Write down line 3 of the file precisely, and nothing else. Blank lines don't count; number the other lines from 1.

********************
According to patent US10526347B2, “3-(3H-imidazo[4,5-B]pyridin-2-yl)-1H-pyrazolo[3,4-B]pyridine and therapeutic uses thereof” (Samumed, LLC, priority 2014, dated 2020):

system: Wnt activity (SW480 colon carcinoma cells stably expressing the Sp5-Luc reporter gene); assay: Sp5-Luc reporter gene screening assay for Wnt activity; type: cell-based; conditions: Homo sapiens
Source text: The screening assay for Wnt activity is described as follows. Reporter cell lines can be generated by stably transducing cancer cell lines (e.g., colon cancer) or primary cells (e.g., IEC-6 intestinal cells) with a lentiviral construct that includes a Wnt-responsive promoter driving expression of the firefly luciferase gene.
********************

Source text: The screening assay for Wnt activity is described as follows. Reporter cell lines can be generated by stably transducing cancer cell lines (e.g., colon cancer) or primary cells (e.g., IEC-6 intestinal cells) with a lentiviral construct that includes a Wnt-responsive promoter driving expression of the firefly luciferase gene.